Pediatric Research

Amy Houtrow, MD, PhD, MPH is a health services and outcomes researcher for children with disabilities. She collaborates with researchers at Pitt, across the country and around the world to study how to optimize the health, functioning and well-being of children with disabilities. Her PhD thesis examining the family impacts of childhood disability won an international prize for excellence.

Jessica Jarvis, PhD, is a rehabilitation scientist with a clinical background as a music therapist working in pediatric critical care. She works within multidisciplinary teams and uses quantitative and qualitative approaches in her program of research to address two main lines of inquiry: (1) determining trajectories of functional recovery post-pediatric critical illness for children and their families; and (2) developing mechanistic, nonpharmacologic interventions to improve PICU and post-PICU functioning. Dr. Jarvis recently completed a T32 fellowship which included testing the feasibility of a music therapy intervention to decrease stress and pain during mechanical ventilation in the PICU, to potentially alleviate the need for sedatives and remediate the psychologic sequela of pediatric critical illness.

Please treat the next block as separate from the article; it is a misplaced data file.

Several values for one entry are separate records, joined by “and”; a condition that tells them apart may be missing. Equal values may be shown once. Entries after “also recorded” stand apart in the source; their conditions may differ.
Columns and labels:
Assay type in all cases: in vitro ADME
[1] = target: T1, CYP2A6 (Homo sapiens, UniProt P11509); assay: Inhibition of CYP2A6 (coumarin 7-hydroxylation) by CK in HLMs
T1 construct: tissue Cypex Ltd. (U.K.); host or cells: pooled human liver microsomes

Sarah Laughlin, PhD, uses evaluation results to make recommendations to families and the child’s broader care team that consider the child’s unique profile of neurocognitive, behavioral and social-emotional strengths and challenges.

Melody Mickens, PhD, is a funded investigator who has published on facilitators of community reintegration and resilience after spinal cord injury as well as determinants of caregiver emotional wellness during progressive neurological illness and in response to COVID 19.

Amery Treble-Barna, PhD, aims to understand the various developmental, neuropathological, environmental, and genetic factors that interact to produce neurobehavioral phenotypes. In line with this goal, she has established a programmatic line of research studying children with spina bifida myelomeningocele (SBM) and children who sustain traumatic brain injury (TBI).